Last year, I joined the “Do a Good Deed or Die Doing It Club.” I pledged to brighten up every introvert I know – whether they liked it or not.
So far, I’m batting zero and totally depressed. Introverts are now approaching ME and asking, “Are you okay?”
I don’t understand.
Each time I try to console an introvert friend in need, their reaction is always the same:
“I am happy.”
“Just because I’m not smiling doesn’t mean there’s something wrong.”
“What part of ‘Leave me alone’ don’t you understand?”
“Excuse me, this is a private funeral.”
“Didn’t you read the restraining order?”
I wish I could convince my socially adverse friends that being more approachable brings immeasurable joy into their lives. If only they knew the pleasure I feel each time a co-worker I vaguely know approaches me and proceeds to talk non-stop about her upcoming colonoscopy.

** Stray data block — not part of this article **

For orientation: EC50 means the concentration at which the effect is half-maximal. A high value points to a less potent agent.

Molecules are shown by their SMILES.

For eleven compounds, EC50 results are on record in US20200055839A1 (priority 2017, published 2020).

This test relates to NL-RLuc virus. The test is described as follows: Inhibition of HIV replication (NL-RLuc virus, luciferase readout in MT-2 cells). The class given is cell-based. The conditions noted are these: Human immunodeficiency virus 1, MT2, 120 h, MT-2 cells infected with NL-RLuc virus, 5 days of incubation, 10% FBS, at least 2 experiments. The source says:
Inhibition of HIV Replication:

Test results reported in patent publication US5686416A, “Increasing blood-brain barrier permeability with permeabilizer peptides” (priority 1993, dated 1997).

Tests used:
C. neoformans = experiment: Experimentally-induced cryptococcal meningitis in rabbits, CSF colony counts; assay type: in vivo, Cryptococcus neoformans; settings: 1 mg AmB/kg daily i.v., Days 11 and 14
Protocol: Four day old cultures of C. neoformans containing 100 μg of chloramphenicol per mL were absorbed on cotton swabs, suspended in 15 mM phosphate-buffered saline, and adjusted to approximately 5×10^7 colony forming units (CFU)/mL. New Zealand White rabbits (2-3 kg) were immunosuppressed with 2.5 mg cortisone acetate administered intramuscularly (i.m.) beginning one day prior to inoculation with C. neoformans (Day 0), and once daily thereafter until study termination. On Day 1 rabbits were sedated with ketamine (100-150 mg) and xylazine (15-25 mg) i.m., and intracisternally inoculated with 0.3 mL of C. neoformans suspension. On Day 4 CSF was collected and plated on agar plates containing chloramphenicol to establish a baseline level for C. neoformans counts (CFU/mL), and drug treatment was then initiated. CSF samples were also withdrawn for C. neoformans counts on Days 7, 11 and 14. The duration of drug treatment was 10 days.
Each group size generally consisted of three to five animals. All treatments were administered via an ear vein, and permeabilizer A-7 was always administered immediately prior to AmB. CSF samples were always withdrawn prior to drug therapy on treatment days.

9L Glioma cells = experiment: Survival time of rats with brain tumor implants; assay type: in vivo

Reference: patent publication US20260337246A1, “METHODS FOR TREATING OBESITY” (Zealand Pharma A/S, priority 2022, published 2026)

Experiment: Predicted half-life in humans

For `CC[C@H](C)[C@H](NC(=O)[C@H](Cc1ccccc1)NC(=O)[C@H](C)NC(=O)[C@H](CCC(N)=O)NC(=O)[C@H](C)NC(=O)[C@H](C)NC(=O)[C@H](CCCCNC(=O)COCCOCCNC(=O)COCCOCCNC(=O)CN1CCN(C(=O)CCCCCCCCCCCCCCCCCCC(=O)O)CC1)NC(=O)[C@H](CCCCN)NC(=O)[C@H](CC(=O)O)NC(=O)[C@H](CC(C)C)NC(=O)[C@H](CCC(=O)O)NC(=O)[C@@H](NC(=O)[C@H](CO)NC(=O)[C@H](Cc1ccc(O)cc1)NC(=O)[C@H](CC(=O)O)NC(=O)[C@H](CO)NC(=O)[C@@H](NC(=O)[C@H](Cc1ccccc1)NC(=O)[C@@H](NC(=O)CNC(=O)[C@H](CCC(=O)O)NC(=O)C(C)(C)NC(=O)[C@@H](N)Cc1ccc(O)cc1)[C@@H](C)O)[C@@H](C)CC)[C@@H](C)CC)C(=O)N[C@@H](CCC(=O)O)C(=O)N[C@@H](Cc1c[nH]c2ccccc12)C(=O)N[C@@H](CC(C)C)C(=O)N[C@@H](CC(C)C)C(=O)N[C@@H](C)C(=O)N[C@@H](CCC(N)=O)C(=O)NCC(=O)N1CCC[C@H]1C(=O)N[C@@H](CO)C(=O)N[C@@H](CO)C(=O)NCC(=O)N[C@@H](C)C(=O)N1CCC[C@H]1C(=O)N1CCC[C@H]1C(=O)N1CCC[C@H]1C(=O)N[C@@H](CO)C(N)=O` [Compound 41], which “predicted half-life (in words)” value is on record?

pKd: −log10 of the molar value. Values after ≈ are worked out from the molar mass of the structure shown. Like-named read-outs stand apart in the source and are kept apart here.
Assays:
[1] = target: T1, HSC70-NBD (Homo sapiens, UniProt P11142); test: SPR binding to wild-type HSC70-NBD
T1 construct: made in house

I understand never smiling has its advantages. For example, you always look like your driver’s license photo. Also, it can be helpful in professions like multi-national corporation CEO or freelance dominatrix. And yes, there is something sexy about clenched teeth and a guttural growl.
But I can’t believe introverts with gloomy demeanors are really happy – especially the ones who see me approaching.
Mark Loofton is a door-to-door doorbell salesman. He holds the Guinness World Records for longest period of time without taking no for an answer.